There’s lots that the KDC-BT960DAB has in common with other units. But I adored it. The classic 1-DIN CD deck. Add a USB slot with Aux to the right and you have lot of input possibility. And even though locked into 44.1kHz sampling rate, CD still sounds awesome. KCD-BT960DAB has all the digital smarts it needs. The internal DSP stuff is similar to a lot of the units here, like the 13-Band EQ. What is different (apart from the EQ presets and their names) is the sheer power of the RCA outputs. What once started as a standard 500mV ‘signal’ or half a Volt, got bigger. In the old days, we were impressed at 4V pre-outs and these are 5V.
And that’s one more, like Nigel Tufnel said in Spinal Tap. It means huge, clear musical thrust right up your amp inputs.
The CD drive is top end quality and more cunning than others. As well as commercial and computer-burned CDs, it will also read other file types as stored data. This means up to 150 MP3 files can fit one CD.
But you really want to be using this as the basis of a big sexy system with amplifiers. The amount of signal is so prodigious that any extraneous ‘noise’ is utterly irrelevant. You need turn it up less to drive the amp inputs and it sounds fabulous. Incredible clarity and purity, fit for sound competitions. You just need the right CD. I totally went into one, enjoying it.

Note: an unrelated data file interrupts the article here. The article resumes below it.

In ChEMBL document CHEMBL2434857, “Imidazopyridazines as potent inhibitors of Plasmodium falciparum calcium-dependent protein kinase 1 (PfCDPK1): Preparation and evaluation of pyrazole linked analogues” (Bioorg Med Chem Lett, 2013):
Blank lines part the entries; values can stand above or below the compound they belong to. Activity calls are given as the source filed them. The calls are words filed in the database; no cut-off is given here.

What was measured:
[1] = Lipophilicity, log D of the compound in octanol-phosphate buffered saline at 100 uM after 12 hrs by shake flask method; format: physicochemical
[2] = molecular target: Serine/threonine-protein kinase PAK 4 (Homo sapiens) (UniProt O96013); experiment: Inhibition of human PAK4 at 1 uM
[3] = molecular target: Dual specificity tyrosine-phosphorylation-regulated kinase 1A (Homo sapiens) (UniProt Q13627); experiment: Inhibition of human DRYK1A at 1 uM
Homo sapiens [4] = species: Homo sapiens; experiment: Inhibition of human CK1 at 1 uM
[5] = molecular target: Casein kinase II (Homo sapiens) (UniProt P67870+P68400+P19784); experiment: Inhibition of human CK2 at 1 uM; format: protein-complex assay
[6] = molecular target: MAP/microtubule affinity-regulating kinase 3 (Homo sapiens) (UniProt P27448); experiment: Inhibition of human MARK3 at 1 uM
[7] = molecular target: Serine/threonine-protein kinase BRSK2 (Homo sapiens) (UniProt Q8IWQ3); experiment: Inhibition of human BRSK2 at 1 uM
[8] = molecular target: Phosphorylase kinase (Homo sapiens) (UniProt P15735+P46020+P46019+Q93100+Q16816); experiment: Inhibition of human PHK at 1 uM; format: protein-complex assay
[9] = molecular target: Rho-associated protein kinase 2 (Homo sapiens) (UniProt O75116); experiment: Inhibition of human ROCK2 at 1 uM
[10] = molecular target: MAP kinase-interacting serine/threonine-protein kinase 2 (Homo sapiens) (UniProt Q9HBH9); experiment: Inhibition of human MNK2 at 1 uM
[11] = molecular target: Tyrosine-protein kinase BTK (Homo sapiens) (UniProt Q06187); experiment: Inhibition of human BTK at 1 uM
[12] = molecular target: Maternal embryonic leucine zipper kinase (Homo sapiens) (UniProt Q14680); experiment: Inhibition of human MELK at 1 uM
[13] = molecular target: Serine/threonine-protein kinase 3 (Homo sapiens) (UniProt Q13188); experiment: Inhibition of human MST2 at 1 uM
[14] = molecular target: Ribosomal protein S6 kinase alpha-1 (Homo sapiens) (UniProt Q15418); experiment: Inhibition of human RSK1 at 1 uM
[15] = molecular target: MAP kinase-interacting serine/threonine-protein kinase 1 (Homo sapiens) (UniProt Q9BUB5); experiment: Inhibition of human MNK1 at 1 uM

Stanton Warriors. Starts track one with a bloke getting into a car with him tuning on the radio. We hear the disc jockey suggest we turn it up. Track two starts 12dB louder. It blows your balls off.
I love this deck’s looks too, especially that clear USB/Aux door. To find out more, read my full length review of it.
- 1-DIN CD Tuner with DAB+, FM, AM, USB (2.0 high speed), Aux, Bluetooth (V4.2) streaming and calls
- 0V Front, Rear, Subwoofer high power RCA outputs
- Plays CD, CD-R/RW, MP3, WMA, AAC, WAV and FLAC files from USB and CD
- DSP has sound/bass enhancement, Time Alignment & 13-Band EQ, works with Kenwood Remote App
Caliber RCD120DAB-BT/B; Best for Updated Old School
RRP: £199.99. Buy it here.
After all the brand new lightweight short-bodied digital file-handling car radios, this was a treat. A throwback to the old school days of CD. When you drove your Lamborghini Countach around London with a CD stuck ostentatiously in the dash trim! (I wish…) Yes, a full size, full-weight car radio with a removable, flip-down face and weighty CD mechanism inside.
Starting there, we find the eject button below the CD slot and next to the SD card slot. I popped a classic 1990’s Bass CD in and wondered why it wouldn’t load? Then, I removed the transit screws all CD mechs always ship with (murr!) and tried again. It loaded rapidly. Then, I inserted the SanDisk 32GB MicroSD in an adapter case, into the SD slot. Snapped it shut, inserted a USB into the front and the Aux got the the Panasonic voice recorder plugged in. Added an FM aerial, and the included DAB+ antenna was Blutacked to my window. That’s five sources. CD, SD, FM, DAB, AUX.